I got married to Greta in August 2014 - this is a wordpress site that we put together to celebrate and commemorate the occasion!
Our wedding was steampunk themed, and photos from it were featured on Offbeat Bride
GoogleGoogleGoogleGoogle.com was four iframes of Google on one page. Started by my good friend Alex Sowieja and I, this site went viral thanks to an anonymous post on the site My Life is Average.
Back in its heyday GoogleGoogleGoogleGoogle.com was getting upwards of 1.5 million views in a month, but then Google sent us a cease and desist for using their name in the url, so we moved to ALotOfInternet.com, which never quite reached the same popularity and eventually went offline.
Really, it was just four iframes on a static HTML page, but to all those 50k daily visitors, it was magic.
A game made by myself, Tim Douglas, Ryan McVerry, and Evan Conway for Ludum Dare 43.
For two players. One plays a shoot-em-up while the other runs engineering and tries to keep the ship running.
A fully functional arcade cabinet, built and programmed in 72 hours!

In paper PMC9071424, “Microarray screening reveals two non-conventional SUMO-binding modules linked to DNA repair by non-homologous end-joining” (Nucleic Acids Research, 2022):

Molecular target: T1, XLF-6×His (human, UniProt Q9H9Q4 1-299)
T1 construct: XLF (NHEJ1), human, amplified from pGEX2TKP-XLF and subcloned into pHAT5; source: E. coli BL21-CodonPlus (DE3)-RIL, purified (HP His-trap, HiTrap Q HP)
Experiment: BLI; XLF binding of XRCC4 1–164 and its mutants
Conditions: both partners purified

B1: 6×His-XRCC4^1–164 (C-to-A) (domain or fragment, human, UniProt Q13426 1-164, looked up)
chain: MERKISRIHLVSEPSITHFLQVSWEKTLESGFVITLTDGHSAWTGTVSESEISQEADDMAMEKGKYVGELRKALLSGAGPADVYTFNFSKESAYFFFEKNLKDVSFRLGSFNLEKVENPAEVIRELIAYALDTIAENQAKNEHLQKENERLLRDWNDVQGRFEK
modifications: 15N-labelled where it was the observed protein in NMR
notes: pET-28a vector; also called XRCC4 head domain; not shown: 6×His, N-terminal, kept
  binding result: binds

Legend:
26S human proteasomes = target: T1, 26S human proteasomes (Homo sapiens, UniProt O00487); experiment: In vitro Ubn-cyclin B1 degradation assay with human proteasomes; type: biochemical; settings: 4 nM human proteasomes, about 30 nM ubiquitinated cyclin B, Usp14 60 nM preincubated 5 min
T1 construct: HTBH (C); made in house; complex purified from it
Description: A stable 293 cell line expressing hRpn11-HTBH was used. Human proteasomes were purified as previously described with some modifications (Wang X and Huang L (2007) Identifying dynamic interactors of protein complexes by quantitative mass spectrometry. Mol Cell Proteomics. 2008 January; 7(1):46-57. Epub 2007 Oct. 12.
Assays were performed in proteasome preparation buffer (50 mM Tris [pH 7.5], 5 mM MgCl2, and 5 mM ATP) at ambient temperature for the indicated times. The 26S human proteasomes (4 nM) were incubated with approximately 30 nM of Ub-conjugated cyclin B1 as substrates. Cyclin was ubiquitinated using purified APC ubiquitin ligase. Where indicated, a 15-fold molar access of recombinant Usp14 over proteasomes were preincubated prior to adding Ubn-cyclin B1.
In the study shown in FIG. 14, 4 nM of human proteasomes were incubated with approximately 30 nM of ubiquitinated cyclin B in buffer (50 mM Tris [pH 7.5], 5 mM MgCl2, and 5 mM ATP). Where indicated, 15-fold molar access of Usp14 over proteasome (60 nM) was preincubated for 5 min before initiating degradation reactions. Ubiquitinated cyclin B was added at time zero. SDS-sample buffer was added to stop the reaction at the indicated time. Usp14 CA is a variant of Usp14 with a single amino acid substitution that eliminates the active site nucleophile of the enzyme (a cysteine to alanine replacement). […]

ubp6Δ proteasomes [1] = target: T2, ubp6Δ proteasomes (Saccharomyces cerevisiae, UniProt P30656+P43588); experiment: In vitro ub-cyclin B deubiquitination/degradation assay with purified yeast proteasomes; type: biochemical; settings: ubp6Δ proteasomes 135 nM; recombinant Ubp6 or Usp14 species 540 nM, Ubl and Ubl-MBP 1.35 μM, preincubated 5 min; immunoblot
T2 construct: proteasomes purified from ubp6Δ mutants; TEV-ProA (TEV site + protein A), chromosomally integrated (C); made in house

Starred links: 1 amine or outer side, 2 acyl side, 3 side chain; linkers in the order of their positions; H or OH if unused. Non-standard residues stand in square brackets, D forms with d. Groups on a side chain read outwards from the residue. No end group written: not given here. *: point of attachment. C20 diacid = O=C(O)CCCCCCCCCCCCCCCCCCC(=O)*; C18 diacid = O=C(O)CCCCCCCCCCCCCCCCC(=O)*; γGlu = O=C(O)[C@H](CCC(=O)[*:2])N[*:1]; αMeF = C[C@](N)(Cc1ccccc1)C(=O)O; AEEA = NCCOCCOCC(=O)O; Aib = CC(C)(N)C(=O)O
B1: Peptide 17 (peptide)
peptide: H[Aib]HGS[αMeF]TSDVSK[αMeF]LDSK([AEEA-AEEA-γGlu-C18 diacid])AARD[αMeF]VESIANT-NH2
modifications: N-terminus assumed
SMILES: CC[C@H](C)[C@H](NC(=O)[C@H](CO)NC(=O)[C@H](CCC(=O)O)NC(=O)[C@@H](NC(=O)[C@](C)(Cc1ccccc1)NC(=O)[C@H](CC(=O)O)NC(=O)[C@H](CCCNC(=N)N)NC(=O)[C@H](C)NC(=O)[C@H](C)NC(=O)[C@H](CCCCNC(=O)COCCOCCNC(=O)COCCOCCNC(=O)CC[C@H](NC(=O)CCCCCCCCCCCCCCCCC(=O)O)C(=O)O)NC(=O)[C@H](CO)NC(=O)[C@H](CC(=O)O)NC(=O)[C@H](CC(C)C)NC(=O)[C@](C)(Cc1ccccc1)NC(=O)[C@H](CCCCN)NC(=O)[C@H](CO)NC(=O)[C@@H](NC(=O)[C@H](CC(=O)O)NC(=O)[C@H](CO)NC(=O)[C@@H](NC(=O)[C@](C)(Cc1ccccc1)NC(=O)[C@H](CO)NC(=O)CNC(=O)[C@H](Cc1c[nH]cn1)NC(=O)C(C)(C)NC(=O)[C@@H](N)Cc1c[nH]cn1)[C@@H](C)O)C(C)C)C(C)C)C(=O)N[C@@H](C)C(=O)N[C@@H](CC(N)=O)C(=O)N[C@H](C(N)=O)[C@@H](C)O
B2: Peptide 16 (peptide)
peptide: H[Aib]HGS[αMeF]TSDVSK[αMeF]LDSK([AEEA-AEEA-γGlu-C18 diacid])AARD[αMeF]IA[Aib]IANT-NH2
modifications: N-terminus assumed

The goal of the game was to bury the central circle in colors, or something like that.
By myself, Ryan McVerry, Matt Golon, Eric van der Heide, Max Feldkamp, Ben Gooding, with cabinet art by Haley White-Ballowe.
A game by myself and Ryan McVerry. Defend America using lenses and light!
The videos are great (thanks Dad!) and only takes about 10 minutes to beat.
A local co-op game played one one laptop and many cellphones. Use the accelerometer in your phone to control a shark and eat surfers!
(I think the server is no longer online, unfortunately...)
Someone started a hashtag called #MagicItemPrefixes on Twitter, so I wrote a bot to scrape them all and generate weapons you can use in your campaigns.
Who doesn't want a "Gluten-Free +2 Dagger"?
In September 2013, my friend Julian and I went on a road trip to surprise our significant others by showing up at their door a thousand miles away without telling them.
Anyway I wrote this thing while I was bored in the car. It translates from English to doge
I was tired of having to search our university's website for useful information so I made my own.
Based on XKCD #773.
I decided to make a game using only emoji!
You play as the defender of the central heart, while small and dangerous emoji try to make their way in to attack it.
Music by my friend Evan Conway
A short flash game about converting people to your religion.
A small flash game about inverting the keyboard controls.
A bullet hell where you drive a motorcycle between protective shields?